For those with diabetes, the chance of experiencing health problems with the feet is higher than it is for those without the disease. And in the event that blood sugar has not been closely monitored and controlled for some time, the likelihood of complications is even greater. In addition to reducing the speed with which foot injuries can heal, diabetes can also damage the nerves in the feet, putting people at risk of infection that can go undetected due to lack of feeling. Known as diabetic nerve pain or diabetic neuropathy, in the worst cases, this kind of damage can lead to amputation as infection can become severe. As a result, it is important for people with diabetes to take some precautions in order to prevent any problems and ensure they are managing their disease.
Check Your Feet Daily
Giving yourself a daily foot check is an important part of maintaining your foot health as the careful examination is necessary to gauge the condition of your feet as well as identify and treat any complications that may be occurring early on. As you look them over, check to make sure that your feet have no cracks or cuts. You should also keep an eye out for any bruising, peeling skin, swelling, or red spots. There are some places that may be hard to see so either use a mirror to check them or have a loved aid in your examination. Any changes should be noted and monitored, as well as reported to your doctor.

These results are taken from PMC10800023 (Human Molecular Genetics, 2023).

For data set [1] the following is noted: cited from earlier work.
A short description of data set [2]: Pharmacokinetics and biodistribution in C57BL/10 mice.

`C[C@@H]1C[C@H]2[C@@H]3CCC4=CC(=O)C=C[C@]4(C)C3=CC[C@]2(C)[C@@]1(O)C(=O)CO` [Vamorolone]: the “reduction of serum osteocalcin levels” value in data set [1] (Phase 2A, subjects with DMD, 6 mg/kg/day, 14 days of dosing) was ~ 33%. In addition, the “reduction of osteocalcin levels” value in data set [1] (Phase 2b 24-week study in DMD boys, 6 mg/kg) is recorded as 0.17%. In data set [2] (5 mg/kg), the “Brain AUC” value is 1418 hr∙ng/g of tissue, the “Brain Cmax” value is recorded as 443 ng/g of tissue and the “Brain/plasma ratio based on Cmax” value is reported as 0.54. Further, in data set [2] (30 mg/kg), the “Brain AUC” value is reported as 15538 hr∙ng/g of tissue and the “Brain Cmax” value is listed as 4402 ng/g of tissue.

Wash Feet Regularly
Part of caring for your feet with diabetes is cleaning them regularly. A thorough cleaning involves soaping up your feet and washing them with lukewarm water. When regulating the temperature, test the level of heat with your elbow or a thermometer as damage that has already been done to the nerves may prevent you from feeling the true extent of the heat. As you wash, it is important to remember that you are not allowing your feet to soak but are instead giving them a thorough cleaning. When it comes time to dry, use a soft towel to blot away the moisture on your feet and between your toes as well. You will then want to moisturize with lotion, taking special care to rub it in deep all over and be extra mindful of the space between toes.
Don’t Soak Feet
Typically, soaking one’s feet is a method for hydrating skin, relaxing muscles, and comforting aches. For those with diabetes however, it is best to pass on this everyday remedy. The reason for this is that the skin can actually break down during this process, putting individuals at risk for infection. Recovery time may be impaired as well, meaning that it will take longer for the skin to heal. There is another risk as well for those already affected by nerve damage. Because of decreased feeling, there is a chance that even if water is too hot it will not be detected, which could put people in danger of suffering burns.
Stay Away From Heat Sources
Soaking your feet is not the only thing that those with diabetes need to worry about as other heat sources need to be avoided as well. Along with water used for bathing, people with diabetes should be mindful to avoid hot water bottles, heating pads, and microwavable warmers. Even the fireplace can be grouped with these heat sources. Each presents a possible burning hazard as the loss of feeling brought on by diabetes can make it considerably difficult to distinguish appropriate levels of heat from dangerous ones. Even in addressing ordinary heat sources, it is best to use a thermometer or elbow just to confirm temperature.